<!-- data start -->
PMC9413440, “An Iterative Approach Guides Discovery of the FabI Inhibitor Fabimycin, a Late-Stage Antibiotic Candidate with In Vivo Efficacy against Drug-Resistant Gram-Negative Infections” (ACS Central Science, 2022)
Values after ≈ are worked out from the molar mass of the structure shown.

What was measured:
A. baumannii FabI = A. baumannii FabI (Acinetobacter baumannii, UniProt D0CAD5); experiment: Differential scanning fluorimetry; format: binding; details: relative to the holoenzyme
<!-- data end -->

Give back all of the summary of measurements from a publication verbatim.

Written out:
PMC9413440, “An Iterative Approach Guides Discovery of the FabI Inhibitor Fabimycin, a Late-Stage Antibiotic Candidate with In Vivo Efficacy against Drug-Resistant Gram-Negative Infections” (ACS Central Science, 2022)
Values after ≈ are worked out from the molar mass of the structure shown.

What was measured:
A. baumannii FabI = A. baumannii FabI (Acinetobacter baumannii, UniProt D0CAD5); experiment: Differential scanning fluorimetry; format: binding; details: relative to the holoenzyme